If you thought people in Britain blew up in fits of fury and rage over Auntie Beeb helping herself to £145.50 a year for ad-free BBC to be viewed by those in Blighty, then they must consider themselves super-lucky. In Switzerland we easily pay double — it’s Fr. 451.10!
Sick to death of such mediatised extortion, some of us (of course, not me or my family) went ahead and launched a motion to kill the fee altogether and to also ban subventions (or grants) by the Swiss federal government.
[But d]umping Billag (the TV Licensing of Switzerland, so to speak), would put us on a very dangerous course to overly-commercialised content where money, not quality, was the defining factor. Meantime, shows in regional languages few spoke in real life would probably go down the shredder. Not good stuff! ▶
In London, for as much as work as I did finding Swissness at Sainsbury’s, M & S, and Waitrose (I deliberately shun Tesco as much as I can, and I never do Aldi, Lidl, or the like), I found only limited Swissness when it came to dairy products. I was a regular Onken yoghurt consumer, but as it had German roots, I wanted to look for something “more authentically Swiss”. And the only Swiss yoghurt you got were at Whole Foods, from a local dairy in Bischofszell (or thereabouts), Canton of St Gallen. You could easily forget what Waitrose passed off as its Number 1 choice for chocolate — I as a Swiss feel quite insulted that we weren’t picked (but the choice was made pre-Brexit, so they could always reconsider!).
For Beijing, by no means are they cheap (apart from the occasional sale), but if it’s something that won’t kill you, I’m going for it at all costs. ▶
You’re seeing a black-and-white copy of the first part of my Swiss visa on my old, and now expired, Chinese passport. That was what I used to come to the Alpine republic. When I left for Beijing in 2000, I left Zürich Airport with the classic red booklet — the Swiss passport. The Swiss cross of worldwide fame was no longer restricted to a classical Wappe; it had taken over the entire cover of the passport.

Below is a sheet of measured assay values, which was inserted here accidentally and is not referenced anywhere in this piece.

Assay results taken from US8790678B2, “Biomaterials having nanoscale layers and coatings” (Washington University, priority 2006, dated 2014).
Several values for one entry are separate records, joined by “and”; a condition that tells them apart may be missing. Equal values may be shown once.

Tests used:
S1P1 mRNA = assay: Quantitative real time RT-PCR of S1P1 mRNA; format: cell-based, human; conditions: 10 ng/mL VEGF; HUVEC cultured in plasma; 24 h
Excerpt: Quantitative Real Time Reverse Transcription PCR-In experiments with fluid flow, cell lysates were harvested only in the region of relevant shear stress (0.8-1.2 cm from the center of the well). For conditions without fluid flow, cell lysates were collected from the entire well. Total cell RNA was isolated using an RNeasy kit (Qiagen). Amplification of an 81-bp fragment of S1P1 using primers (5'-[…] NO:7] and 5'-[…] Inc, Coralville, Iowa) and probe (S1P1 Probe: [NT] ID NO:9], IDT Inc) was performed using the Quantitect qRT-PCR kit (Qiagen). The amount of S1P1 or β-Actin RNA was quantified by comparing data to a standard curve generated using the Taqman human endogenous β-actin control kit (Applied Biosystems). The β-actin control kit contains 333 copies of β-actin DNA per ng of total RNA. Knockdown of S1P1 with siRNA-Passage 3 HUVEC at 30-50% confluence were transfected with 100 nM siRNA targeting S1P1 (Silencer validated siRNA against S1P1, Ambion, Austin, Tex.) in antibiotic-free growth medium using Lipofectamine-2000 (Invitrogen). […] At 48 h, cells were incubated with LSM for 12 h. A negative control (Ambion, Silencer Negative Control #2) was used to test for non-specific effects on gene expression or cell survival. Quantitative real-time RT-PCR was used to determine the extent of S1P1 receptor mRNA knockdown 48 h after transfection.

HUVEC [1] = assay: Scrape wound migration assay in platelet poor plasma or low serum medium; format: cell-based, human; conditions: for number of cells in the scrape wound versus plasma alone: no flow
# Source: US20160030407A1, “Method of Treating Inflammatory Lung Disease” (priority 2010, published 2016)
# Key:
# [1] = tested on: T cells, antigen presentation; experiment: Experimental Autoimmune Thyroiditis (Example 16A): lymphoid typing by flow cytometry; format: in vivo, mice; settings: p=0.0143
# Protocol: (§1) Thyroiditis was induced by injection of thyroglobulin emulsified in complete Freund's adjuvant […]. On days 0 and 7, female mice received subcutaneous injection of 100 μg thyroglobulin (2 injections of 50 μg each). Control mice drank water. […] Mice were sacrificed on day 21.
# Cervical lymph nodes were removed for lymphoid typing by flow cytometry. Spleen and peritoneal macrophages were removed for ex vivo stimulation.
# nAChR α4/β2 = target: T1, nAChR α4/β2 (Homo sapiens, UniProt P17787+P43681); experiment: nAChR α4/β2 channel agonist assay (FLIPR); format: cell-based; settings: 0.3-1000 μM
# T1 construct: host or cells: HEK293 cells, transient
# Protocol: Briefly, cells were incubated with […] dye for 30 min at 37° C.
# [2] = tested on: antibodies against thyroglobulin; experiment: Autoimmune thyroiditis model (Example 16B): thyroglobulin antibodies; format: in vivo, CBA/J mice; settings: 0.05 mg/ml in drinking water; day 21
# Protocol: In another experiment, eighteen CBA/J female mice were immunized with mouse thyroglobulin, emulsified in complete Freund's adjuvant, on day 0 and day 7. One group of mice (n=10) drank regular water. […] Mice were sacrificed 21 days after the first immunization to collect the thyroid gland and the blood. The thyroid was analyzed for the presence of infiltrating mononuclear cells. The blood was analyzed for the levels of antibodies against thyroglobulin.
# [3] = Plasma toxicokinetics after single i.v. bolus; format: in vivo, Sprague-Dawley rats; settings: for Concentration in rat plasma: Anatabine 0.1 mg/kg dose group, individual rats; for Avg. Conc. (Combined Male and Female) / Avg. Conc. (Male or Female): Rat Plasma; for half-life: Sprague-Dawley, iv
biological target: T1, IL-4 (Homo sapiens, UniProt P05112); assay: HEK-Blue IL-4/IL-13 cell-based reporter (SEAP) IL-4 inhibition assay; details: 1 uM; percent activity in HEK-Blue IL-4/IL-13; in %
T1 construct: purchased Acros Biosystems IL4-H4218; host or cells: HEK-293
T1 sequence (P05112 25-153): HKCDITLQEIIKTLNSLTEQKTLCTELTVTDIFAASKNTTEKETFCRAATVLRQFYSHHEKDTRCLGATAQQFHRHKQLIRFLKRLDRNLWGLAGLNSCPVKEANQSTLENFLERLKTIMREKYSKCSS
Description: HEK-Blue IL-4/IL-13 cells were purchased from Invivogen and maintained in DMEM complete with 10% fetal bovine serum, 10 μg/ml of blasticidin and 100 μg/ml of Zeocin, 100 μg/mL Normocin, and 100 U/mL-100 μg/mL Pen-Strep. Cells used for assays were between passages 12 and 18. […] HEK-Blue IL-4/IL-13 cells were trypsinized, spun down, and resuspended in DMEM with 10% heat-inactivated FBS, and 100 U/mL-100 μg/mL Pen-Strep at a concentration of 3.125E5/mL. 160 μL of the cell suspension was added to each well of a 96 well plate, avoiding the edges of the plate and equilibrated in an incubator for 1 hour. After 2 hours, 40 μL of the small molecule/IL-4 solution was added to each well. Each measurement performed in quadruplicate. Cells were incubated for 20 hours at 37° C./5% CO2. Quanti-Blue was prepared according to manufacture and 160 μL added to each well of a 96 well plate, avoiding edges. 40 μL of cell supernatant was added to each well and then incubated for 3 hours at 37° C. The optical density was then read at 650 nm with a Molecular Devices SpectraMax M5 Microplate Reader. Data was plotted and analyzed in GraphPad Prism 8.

Switzerland has given me so much for my past 12 years there. The country still continues to be part of what I do, day in, day out. Not sold? Here’s what it gave me… ▶
Rumantsch is that mysterious, hidden language that only “comes to” if you take a look at a Swiss passport or ID card. On the last line of the inside back cover of our passport, where you might “usually” expect English, you get this instead…
Quest passport cuntegna in chip da datas electronic. Il passaport sto vegnir tractà cun quità e na dastga betg vegnir faudà, sturschi, donnegià u exponì a champs electromagnetics ferms. Mintga perdita dal passport sto vegnir annunziada al proxim post da polizia. In passport ch’è puspè vegni chattà na dastga betg pli vegnir utilisà.
I see you utterly confused! This is Rumantsch Grischun. ▶
The average gearstick in a car — and as in which gear you select — will decide how fast your motorised monster will go — or in which way, rather. It is close to suicidal to suddenly yank it into reverse — especially if your car is in a higher gear. Not only do you risk ruining your car’s hardware, you yourself are at risk as well!
Switzerland has just less than a year to see if it can come to an agreement, of sorts, with Brussels — on the thorny issue of freedom of movement for EU, EEA, and Swiss citizens. Much of this depends right now on how the UK will vote on the contentious issue of Brexit. And yet, a new people’s initiative, RASA, proposes an immediate yank into reverse for the Swiss constitution’s Article 121a, which is the point of contention — by scrubbing it out of the constitution itself. It would be no less than be a Swiss version of the US Constitution’s article on Prohibition, to be struck out. It’s really no different to yanking the stick from 5th to reverse, just as Bern blindly finds a way to realise Article 121a. ▶
You will note I am all for Swissness in everything I do. Indeed: Attributes with positive connotations, which include fairness, precision, reliability, political stability, nature-ness, precision, and cleanliness, should be summarised and be marketed overseas as something that is typical of Switzerland. (That’s if you take it from the German Wikipedia!)